New Delhi Aug 18 :
Terming it as infructuous, the government and the oil regulator have asked the Delhi High Court to dismiss a petition by the state-run Oil and Natural Gas Corp (ONGC) which alleged that Reliance Industries had pumped gas from fields it was not entitled to.
The petition, the counsel of the two said in a counter-affidavit, needs to be dismissed on grounds of it becoming redundant after the appointment of an independent agency to ascertain the matter.
“The writ petition filed by the petitioner (ONGC) has become infructuous owing to the appointment of the independent third party DeGolyer and MacNaughton,” the counsel of the government and the Directorate General of Hydrocarbons pleaded in near-identical counter-affidavits, seen by IANS.
“The writ petition in its present form is vexatious, pre-mature and is liable to be dismissed,” the counter-affidavits added.
Both sought the dismissal with exemplary costs in the interests of justice and asked the court to pass such orders and provide further relief as it deemed fit.
The plea by ONGC alleged that Reliance was not only pumping gas from its own entitled fields in the eastern offshore, but also from those of ONGC.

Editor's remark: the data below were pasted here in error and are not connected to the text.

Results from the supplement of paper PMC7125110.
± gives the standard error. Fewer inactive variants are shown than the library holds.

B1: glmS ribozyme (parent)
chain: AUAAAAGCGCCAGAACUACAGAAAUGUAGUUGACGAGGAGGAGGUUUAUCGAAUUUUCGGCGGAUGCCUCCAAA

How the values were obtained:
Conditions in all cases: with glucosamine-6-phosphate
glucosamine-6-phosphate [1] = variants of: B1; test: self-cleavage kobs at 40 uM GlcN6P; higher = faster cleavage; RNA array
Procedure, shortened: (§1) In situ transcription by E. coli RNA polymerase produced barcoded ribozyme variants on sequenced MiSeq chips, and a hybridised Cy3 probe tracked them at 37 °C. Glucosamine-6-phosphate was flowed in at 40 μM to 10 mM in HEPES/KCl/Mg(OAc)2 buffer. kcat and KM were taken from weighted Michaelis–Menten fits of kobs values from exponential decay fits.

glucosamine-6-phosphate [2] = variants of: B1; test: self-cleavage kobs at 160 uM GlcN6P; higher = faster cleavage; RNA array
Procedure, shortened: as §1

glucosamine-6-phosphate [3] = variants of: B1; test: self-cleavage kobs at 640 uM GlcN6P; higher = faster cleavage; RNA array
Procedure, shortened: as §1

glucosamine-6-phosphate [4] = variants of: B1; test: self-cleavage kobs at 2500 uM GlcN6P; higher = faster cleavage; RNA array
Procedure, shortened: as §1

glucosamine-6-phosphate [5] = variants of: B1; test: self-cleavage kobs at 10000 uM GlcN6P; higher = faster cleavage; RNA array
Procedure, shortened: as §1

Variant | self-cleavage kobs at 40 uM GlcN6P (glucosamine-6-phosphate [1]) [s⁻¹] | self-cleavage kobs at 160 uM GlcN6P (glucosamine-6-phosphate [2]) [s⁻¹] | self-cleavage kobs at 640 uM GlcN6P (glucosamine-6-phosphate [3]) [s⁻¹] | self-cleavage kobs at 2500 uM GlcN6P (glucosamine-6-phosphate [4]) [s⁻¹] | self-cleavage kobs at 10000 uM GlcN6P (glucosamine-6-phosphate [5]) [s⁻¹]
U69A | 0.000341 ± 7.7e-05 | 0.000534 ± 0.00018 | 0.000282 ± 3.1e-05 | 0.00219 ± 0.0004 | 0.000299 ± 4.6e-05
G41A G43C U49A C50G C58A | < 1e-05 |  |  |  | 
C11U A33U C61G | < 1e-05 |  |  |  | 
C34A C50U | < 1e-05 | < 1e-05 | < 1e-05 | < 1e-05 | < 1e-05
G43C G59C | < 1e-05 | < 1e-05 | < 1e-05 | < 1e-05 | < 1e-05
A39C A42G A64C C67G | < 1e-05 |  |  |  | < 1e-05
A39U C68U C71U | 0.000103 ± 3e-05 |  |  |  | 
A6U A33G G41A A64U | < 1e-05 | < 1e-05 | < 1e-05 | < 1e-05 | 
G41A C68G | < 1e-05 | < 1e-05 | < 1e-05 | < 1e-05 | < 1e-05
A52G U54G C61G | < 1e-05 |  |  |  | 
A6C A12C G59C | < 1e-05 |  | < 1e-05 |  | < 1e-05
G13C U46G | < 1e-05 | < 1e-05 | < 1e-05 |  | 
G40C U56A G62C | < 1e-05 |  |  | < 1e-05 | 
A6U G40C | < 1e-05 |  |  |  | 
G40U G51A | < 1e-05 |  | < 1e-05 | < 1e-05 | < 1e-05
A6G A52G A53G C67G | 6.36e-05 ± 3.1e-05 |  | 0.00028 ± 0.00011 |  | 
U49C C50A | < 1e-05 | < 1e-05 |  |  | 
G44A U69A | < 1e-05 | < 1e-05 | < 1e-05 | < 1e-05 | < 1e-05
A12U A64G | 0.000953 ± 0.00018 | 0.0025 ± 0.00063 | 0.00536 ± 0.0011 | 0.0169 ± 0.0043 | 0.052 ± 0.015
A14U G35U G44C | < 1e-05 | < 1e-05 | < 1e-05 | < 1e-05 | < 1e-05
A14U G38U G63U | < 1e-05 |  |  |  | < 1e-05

An expert panel had been mutually agreed by the state-run explorer and Reliance Industries to ascertain if the private firm had, indeed, pumped more gas than entitled.
The agreement was also conveyed to the Delhi High Court.
Reliance had told the court that independent expert panel alone can determine if its gas well is interconnected with ONGC and thereby ascertain the quantum of gas drawn by it, it any, was away from its actual entitlement.
The Delhi High Court’s Justice Manmohan had asked ONGC to file its reply by Aug 12.
The state-run firm’s plea said its petition was necessitated by the belief, based on seismic data it claimed was made available by Reliance, that in exploiting its own assets, it also extracted gas from the ONGC blocks.
The petition further said the regulator failed to take steps to prevent such a situation, resulting in a loss to ONGC.
It also alleged the government had not followed the internationally accepted global norm for “joint development” that had been provided for in the production-sharing contract.